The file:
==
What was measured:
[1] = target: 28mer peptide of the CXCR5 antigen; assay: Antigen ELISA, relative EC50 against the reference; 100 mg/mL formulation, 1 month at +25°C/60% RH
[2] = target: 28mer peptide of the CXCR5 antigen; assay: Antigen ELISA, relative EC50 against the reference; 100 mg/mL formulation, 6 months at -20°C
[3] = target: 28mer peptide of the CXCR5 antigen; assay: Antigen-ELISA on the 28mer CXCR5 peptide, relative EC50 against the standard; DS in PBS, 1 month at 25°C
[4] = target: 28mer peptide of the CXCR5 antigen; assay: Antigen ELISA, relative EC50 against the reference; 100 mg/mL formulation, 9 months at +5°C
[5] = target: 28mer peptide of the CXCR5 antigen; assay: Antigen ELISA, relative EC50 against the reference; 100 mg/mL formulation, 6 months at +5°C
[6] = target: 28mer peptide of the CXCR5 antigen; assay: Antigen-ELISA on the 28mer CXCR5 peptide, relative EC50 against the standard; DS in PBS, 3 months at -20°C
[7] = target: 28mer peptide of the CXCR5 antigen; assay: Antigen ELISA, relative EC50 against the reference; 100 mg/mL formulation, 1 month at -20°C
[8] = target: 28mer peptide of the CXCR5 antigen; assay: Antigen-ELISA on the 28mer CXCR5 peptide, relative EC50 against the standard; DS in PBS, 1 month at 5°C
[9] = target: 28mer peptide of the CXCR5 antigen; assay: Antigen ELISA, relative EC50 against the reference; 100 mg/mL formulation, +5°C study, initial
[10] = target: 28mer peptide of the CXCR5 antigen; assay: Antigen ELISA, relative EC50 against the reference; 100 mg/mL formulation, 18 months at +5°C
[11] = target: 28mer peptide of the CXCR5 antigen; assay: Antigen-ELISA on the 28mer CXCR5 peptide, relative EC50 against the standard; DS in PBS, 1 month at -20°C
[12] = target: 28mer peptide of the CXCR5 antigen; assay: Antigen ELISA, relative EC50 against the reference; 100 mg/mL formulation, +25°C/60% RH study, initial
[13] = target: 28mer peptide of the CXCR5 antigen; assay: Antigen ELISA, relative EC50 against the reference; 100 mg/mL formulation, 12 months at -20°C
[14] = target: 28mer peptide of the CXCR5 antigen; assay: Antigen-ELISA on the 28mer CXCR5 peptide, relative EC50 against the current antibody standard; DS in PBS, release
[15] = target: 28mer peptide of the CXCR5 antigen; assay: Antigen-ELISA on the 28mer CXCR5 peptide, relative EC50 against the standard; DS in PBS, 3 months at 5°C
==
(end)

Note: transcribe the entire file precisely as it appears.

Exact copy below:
What was measured:
[1] = target: 28mer peptide of the CXCR5 antigen; assay: Antigen ELISA, relative EC50 against the reference; 100 mg/mL formulation, 1 month at +25°C/60% RH
[2] = target: 28mer peptide of the CXCR5 antigen; assay: Antigen ELISA, relative EC50 against the reference; 100 mg/mL formulation, 6 months at -20°C
[3] = target: 28mer peptide of the CXCR5 antigen; assay: Antigen-ELISA on the 28mer CXCR5 peptide, relative EC50 against the standard; DS in PBS, 1 month at 25°C
[4] = target: 28mer peptide of the CXCR5 antigen; assay: Antigen ELISA, relative EC50 against the reference; 100 mg/mL formulation, 9 months at +5°C
[5] = target: 28mer peptide of the CXCR5 antigen; assay: Antigen ELISA, relative EC50 against the reference; 100 mg/mL formulation, 6 months at +5°C
[6] = target: 28mer peptide of the CXCR5 antigen; assay: Antigen-ELISA on the 28mer CXCR5 peptide, relative EC50 against the standard; DS in PBS, 3 months at -20°C
[7] = target: 28mer peptide of the CXCR5 antigen; assay: Antigen ELISA, relative EC50 against the reference; 100 mg/mL formulation, 1 month at -20°C
[8] = target: 28mer peptide of the CXCR5 antigen; assay: Antigen-ELISA on the 28mer CXCR5 peptide, relative EC50 against the standard; DS in PBS, 1 month at 5°C
[9] = target: 28mer peptide of the CXCR5 antigen; assay: Antigen ELISA, relative EC50 against the reference; 100 mg/mL formulation, +5°C study, initial
[10] = target: 28mer peptide of the CXCR5 antigen; assay: Antigen ELISA, relative EC50 against the reference; 100 mg/mL formulation, 18 months at +5°C
[11] = target: 28mer peptide of the CXCR5 antigen; assay: Antigen-ELISA on the 28mer CXCR5 peptide, relative EC50 against the standard; DS in PBS, 1 month at -20°C
[12] = target: 28mer peptide of the CXCR5 antigen; assay: Antigen ELISA, relative EC50 against the reference; 100 mg/mL formulation, +25°C/60% RH study, initial
[13] = target: 28mer peptide of the CXCR5 antigen; assay: Antigen ELISA, relative EC50 against the reference; 100 mg/mL formulation, 12 months at -20°C
[14] = target: 28mer peptide of the CXCR5 antigen; assay: Antigen-ELISA on the 28mer CXCR5 peptide, relative EC50 against the current antibody standard; DS in PBS, release
[15] = target: 28mer peptide of the CXCR5 antigen; assay: Antigen-ELISA on the 28mer CXCR5 peptide, relative EC50 against the standard; DS in PBS, 3 months at 5°C